Weapons recovered in Chicago were also traced back to Mississippi, Wisconsin, Ohio, Kentucky, Georgia, Tennessee, Alabama and Texas, according to the report. 

    The vast majority of crime guns were handguns possessed by adults who were not the original purchaser of the firearm, the report says. But, it noted an uptick of juvenile offenders has trended upwards over the past four years – from nine percent in 2013 to nearly 13 percent in 2016.

    To that end, the report identified four major policy proposals to be enacted at the state level, as well as several federal solutions. 

    First, the report urges Illinois lawmakers to pass the statewide Gun Dealer Licensing bill, legislation that mirrors provisions in the model gun dealer ordinance. The legislation will is slated to be considered during veto session next week.

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    The report's second area of focus is comprehensive background checks on private firearm sales.

    Both federal and state law require background checks at licensed dealers, and Illinois also mandates that all sellers, regardless of setting, check a person's Firearm Owner's Identification (FOID) card prior to completing the transaction.

    However, private sellers are exempt from penalty for failing to verify a buyer's FOID card ahead of the sale - a policy the report urged lawmakers to address, particularly in light of an audit this year that found that just 30 percent of revoked FOID cards are actually returned to Illinois State Police.

    Specifically, the report asks legislators to institute a mandated background check before all firearm sales, and to tie a criminal penalty to all sellers who do not verify a buyer's FOID card.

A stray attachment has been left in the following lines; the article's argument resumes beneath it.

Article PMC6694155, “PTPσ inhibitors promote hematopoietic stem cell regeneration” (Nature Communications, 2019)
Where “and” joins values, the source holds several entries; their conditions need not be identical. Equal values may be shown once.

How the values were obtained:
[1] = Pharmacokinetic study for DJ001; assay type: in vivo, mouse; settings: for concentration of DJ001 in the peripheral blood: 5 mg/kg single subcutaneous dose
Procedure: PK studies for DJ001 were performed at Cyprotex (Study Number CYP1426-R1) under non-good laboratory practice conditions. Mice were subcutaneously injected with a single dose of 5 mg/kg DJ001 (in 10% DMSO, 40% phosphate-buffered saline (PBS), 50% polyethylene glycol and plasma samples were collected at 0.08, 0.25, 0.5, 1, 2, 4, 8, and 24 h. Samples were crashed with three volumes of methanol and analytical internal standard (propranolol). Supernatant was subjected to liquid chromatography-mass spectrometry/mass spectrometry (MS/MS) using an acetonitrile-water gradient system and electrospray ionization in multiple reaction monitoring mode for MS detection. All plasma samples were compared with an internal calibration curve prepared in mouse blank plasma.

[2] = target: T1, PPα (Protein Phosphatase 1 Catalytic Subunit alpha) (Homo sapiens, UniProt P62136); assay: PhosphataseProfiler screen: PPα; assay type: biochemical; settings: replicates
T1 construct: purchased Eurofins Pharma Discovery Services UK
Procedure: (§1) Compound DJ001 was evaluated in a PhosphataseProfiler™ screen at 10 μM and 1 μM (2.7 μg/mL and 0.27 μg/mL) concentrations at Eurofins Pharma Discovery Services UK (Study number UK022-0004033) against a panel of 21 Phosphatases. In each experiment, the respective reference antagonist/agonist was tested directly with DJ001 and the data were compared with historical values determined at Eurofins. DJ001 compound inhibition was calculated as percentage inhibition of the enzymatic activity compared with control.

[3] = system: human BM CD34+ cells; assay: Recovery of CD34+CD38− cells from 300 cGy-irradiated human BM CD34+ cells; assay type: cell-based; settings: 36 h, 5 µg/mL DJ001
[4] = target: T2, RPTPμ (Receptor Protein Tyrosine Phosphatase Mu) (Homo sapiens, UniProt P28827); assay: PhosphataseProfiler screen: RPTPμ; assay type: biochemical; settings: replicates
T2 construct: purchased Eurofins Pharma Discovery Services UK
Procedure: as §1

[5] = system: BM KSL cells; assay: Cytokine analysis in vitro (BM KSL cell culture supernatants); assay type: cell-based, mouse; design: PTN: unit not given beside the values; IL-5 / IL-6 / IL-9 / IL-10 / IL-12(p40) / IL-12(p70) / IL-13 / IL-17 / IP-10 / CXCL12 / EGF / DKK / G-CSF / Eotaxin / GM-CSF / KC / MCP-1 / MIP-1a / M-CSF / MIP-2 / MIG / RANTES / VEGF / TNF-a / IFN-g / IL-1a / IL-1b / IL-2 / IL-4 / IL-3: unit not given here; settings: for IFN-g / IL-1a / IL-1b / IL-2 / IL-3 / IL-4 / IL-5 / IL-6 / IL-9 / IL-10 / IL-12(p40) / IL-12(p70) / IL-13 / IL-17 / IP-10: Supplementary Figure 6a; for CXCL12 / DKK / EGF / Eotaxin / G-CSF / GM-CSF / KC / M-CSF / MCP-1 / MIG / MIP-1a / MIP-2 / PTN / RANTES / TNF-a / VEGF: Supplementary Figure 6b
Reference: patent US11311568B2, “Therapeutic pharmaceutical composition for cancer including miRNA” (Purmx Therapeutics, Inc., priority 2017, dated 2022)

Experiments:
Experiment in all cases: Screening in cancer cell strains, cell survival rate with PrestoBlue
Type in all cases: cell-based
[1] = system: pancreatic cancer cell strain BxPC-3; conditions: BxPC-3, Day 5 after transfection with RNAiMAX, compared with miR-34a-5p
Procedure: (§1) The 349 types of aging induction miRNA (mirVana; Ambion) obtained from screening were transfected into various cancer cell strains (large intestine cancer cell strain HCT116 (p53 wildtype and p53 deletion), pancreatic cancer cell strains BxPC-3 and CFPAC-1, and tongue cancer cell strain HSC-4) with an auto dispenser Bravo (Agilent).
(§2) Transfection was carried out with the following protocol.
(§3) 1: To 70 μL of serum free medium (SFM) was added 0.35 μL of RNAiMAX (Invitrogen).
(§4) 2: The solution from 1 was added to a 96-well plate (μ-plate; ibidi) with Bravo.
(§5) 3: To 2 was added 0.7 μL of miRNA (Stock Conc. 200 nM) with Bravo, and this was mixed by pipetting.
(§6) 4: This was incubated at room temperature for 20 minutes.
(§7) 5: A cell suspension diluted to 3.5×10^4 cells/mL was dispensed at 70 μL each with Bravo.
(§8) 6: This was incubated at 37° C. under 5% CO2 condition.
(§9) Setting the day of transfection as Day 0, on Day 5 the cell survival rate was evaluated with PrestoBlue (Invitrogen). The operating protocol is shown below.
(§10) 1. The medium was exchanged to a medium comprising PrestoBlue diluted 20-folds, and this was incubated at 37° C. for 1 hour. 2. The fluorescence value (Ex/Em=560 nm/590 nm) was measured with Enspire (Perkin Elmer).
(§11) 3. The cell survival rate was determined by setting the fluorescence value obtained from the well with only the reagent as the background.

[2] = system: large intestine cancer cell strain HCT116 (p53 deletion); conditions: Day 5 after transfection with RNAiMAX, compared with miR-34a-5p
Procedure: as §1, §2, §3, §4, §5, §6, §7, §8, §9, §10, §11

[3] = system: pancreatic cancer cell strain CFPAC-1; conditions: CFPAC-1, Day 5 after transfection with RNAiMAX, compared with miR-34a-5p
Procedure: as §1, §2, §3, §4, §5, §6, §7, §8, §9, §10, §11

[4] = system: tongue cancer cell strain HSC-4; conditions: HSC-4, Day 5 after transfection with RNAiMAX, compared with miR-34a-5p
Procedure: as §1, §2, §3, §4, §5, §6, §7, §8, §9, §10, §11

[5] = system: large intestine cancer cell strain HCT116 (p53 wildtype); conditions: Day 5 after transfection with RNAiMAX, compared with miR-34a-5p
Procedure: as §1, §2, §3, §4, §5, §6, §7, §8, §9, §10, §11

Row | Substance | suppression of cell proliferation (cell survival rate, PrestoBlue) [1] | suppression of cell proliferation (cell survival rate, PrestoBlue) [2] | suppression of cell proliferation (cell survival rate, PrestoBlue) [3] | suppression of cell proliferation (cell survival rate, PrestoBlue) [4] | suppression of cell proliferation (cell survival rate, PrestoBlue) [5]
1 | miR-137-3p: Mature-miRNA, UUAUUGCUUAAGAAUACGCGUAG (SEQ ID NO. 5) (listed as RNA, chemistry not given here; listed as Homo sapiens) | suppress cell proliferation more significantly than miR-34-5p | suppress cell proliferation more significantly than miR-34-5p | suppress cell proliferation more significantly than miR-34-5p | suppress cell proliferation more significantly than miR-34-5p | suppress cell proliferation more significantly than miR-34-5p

Third, the analysis seeks more effective enforcement and harsher punishment for violations of Illinois' "lost and stolen reporting" law, which requires reporting a firearm's loss or theft "within 72 hours of obtaining knowledge" of the incident.

    Failure to do so is a petty offense under the current law, which researchers said was too lenient. They suggested instead that a violation should make an offender eligible for arrest and possibly for the revocation or suspension of his or her FOID card as well.

    Last — but certainly not least in terms of complexity — the report calls for a firearms registration system.

    The report said having a way to track lawful firearm transfers before a weapon enters the secondary illegal market would "provide an invaluable tool" to detectives in criminal investigations.

    Current federal law requires keeping records of a firearm's initial sale with the ATF, but without a way to track subsequent sales, tracing the full path of a weapon used in a crime remains difficult.

    Calling Chicago "uniquely vulnerable to interstate firearms trafficking due to surrounding states with weak regulations," the report also identified several possible solutions outside Illinois, at the federal level.

    Many of those suggestions were set forth in the first iteration of the report in 2014, including a collaborative effort among Midwest law enforcement agencies, an increase in ATF resources, comprehensive background checks on all firearm sales regardless of venue, regulation of online transactions, and more.

    More than 3,100 people have been shot so far this year in Chicago, according to the Chicago Tribune, and nearly 600 homicides have been reported. Those numbers represent a decrease from 2016, a historically deadly year for the city.

    The Gun Trace Report is the second report of its kind. The first, published in 2014, analyzed data compiled from 2009 to 2013 to recommend policies and regulations to help combat illegal gun trafficking and associated violent crimes.

    You can read the full 2017 Gun Trace Report here: